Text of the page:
Leaky gut is gaining more and more acceptance as something that not only coexists alongside a huge number of health conditions (including autoimmune diseases, food allergies, joint pain, and neurological problems), but that can directly contribute to those very conditions! And, while some medical professionals still scoff at the term “leaky gut,” the more official phrase “increased intestinal permeability” is backed by a huge body of literature as a legitimate player in many diseases.
The entire surface of our intestine (called the epithelium) is lined with a single layer of firmly connected cells, which act as a barrier between the outside world (inside our digestive tracts) and our internal environment (inside our bodies). Leaky gut occurs when the tight junctions binding these cells together become “leaky,” allowing protein fragments, bacteria, waste, endotoxins, and other pathogens to pass through. When that happens, the gut’s resident immune cells launch an attack against the foreign invaders, triggering a cascade of reactions that contribute to inflammation and ongoing immune activity. (For more on how leaky gut develops, check out “What Is A Leaky Gut?” and also check out my Leaky Gut Mini-Course)
Previously, we’ve looked at what foods to avoid if we’re trying to heal leaky gut (most notably foods that irritate the gut or cause the gut junctions to widen, such as gluten-containing grains, high-lectin foods like legumes, dairy, nightshades, and egg whites). We’ve also looked at things that support gut health in a general sense by reducing inflammation (see Why Grains Are Bad, Part 2, Omega 3 vs. 6 Fats), supplying probiotics (see The Health Benefits of Fermented Foods), feeding our gut bacteria (see The Importance of Vegetables and The Fiber Manifesto-Part 1 of 5: What Is Fiber and Why Is it Good?) and providing important amino acids to boost the integrity of the digestive tract (one of the many reasons Why Broth is Awesome!).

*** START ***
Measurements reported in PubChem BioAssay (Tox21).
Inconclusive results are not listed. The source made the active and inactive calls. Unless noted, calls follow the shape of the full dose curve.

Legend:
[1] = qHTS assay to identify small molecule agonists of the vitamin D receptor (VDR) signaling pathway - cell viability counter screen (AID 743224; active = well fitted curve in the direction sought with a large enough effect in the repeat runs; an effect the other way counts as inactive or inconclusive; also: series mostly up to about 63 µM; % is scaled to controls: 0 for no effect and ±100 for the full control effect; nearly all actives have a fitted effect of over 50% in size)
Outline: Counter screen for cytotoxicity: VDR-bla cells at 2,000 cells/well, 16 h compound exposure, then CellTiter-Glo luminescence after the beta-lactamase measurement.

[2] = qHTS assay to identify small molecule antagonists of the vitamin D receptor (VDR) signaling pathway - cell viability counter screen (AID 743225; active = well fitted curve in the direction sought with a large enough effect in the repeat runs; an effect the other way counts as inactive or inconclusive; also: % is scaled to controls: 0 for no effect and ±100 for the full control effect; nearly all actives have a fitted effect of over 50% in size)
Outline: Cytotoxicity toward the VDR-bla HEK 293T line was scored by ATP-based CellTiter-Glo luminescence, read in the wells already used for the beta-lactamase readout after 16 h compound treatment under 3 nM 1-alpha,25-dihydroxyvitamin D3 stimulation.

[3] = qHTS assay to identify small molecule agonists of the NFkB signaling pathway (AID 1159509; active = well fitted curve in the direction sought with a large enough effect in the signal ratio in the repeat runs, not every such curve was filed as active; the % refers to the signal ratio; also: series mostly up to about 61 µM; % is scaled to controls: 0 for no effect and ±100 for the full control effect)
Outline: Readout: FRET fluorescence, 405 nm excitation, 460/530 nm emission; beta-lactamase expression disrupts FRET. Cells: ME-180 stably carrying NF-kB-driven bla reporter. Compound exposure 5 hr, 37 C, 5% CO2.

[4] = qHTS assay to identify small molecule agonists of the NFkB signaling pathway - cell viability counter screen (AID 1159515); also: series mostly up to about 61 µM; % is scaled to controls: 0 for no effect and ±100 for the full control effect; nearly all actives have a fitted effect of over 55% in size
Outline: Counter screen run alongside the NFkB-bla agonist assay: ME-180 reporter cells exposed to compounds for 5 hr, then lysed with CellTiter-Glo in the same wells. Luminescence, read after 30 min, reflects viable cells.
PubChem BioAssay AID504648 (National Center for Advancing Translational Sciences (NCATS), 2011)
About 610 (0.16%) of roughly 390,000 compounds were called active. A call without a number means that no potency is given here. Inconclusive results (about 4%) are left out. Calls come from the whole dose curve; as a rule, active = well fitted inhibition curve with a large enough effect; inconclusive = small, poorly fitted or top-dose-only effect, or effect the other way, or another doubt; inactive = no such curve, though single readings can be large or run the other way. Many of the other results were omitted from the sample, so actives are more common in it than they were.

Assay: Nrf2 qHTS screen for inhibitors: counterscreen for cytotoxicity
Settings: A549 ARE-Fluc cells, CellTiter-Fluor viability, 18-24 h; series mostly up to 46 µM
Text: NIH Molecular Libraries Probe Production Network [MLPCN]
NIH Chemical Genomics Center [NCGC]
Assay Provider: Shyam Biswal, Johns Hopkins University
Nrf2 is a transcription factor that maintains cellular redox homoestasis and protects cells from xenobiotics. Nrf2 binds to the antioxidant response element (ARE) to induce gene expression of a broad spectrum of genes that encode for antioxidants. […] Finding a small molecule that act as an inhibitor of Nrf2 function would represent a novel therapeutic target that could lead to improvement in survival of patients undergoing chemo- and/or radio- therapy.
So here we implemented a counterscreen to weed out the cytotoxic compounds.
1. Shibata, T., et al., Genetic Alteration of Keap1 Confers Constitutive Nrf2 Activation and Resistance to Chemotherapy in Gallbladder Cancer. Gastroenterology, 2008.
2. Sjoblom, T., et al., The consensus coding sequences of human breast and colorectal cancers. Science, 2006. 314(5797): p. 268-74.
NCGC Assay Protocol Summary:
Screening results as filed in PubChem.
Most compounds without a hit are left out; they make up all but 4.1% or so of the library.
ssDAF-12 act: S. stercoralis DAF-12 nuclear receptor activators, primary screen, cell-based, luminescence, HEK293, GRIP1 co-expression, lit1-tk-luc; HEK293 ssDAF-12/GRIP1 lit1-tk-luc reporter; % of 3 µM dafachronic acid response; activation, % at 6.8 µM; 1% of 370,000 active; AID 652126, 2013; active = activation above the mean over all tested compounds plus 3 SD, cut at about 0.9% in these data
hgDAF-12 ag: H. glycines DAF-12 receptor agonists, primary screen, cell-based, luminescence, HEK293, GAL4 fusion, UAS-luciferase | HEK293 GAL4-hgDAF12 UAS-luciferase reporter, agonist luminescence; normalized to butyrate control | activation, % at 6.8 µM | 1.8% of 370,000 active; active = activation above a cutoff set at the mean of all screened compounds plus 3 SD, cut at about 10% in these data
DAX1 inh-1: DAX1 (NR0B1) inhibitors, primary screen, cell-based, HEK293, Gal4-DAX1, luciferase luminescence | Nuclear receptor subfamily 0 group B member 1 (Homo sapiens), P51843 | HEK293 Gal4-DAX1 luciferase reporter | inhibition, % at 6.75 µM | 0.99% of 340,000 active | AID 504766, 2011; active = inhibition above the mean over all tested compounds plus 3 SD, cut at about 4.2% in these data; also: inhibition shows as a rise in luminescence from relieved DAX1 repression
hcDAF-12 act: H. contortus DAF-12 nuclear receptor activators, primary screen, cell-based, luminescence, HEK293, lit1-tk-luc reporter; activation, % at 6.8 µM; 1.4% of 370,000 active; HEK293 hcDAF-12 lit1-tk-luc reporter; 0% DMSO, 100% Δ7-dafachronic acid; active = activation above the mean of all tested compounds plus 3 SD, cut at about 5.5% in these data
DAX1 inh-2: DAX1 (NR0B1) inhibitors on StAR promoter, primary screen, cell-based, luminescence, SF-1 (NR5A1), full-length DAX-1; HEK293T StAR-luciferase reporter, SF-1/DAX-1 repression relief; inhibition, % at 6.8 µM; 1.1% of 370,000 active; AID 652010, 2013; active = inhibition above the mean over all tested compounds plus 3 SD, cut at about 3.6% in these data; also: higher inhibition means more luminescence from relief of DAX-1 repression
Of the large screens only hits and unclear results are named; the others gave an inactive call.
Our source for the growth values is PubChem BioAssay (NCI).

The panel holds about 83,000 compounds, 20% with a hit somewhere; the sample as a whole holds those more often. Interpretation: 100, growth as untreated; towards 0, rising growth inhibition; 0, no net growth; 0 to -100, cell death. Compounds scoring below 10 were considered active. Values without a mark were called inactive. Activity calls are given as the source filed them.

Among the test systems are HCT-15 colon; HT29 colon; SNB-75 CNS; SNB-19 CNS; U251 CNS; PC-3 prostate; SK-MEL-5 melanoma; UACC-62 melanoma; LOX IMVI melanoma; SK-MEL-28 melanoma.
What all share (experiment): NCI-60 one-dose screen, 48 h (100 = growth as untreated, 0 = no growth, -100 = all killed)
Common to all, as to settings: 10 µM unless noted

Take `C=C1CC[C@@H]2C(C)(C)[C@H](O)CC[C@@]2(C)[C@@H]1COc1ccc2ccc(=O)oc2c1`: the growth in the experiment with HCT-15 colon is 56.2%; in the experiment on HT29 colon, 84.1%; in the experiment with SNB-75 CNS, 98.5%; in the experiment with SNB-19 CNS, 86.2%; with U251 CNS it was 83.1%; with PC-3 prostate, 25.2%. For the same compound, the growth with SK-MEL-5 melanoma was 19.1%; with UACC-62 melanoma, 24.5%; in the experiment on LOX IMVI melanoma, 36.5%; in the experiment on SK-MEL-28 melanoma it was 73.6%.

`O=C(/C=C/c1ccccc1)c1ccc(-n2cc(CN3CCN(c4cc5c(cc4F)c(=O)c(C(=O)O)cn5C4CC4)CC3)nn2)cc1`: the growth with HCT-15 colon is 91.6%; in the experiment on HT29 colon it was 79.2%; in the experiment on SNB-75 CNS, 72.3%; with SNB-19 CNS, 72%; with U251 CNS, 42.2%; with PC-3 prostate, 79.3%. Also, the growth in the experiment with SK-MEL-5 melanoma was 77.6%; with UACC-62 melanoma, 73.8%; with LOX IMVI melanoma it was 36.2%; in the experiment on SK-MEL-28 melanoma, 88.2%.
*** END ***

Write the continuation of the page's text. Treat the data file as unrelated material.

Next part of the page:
These recommendations are all well and good, and they’re still cornerstones for improving gut health. But, are there any specific nutrients that actually tighten up those gut junctions to tackle leaky gut head-on?
Thanks to some recent research, we know the answer is yes!
Nutrients for Leaky Gut
In addition to a variety of studies using supplemental nutrients and botanicals in live animals or humans (typically measuring permeability using , cell culture studies have proven an invaluable tool for understanding the nutrient-permeability link. Using the CACO-2 epithelial cell model (a popular way to study leaky gut, because these cells can be cultured to resemble the enterocytes lining the intestine), researchers have been able to test the effects of different micronutrients and phytochemicals on intestinal permeability. This is done by feeding epithelial cells solutions that contain each nutrient, and then measuring the electrical voltage, current, and resistance across those cells (which gauges how strong the barrier function is) along with testing mannitol flux (the rate off diffusion across the cell layer). Researchers can also measure whether each nutrient affects tight junctional proteins, as well as various genes involved in regulating permeability.
From these kinds of experiments, we’ve learned that certain nutrients can help remodel the tight junctional complex that bind the cells that form the gut lining together, resulting in a structure that’s less leaky. And, each junction-tightening nutrient appears to exert its benefits in a unique way, making all of them important for different reasons!
The nutrients shown to cause beneficial changes in the tight juncture composition are:
Zinc deficiency is known to compromise the integrity of the gut barrier, though for a long time, the mechanisms weren’t clearly understood. Several recent studies have solved the mystery! It turns out that zinc has a targeted effect on tight junction proteins and helps regulate their permeability, and can also offset the effects of agents that impair barrier integrity (such as proinflammatory cytokines). In the CACO-2 cell line, zinc supplementation significantly increases transepithelial electrical resistance (meaning the barrier function is improves).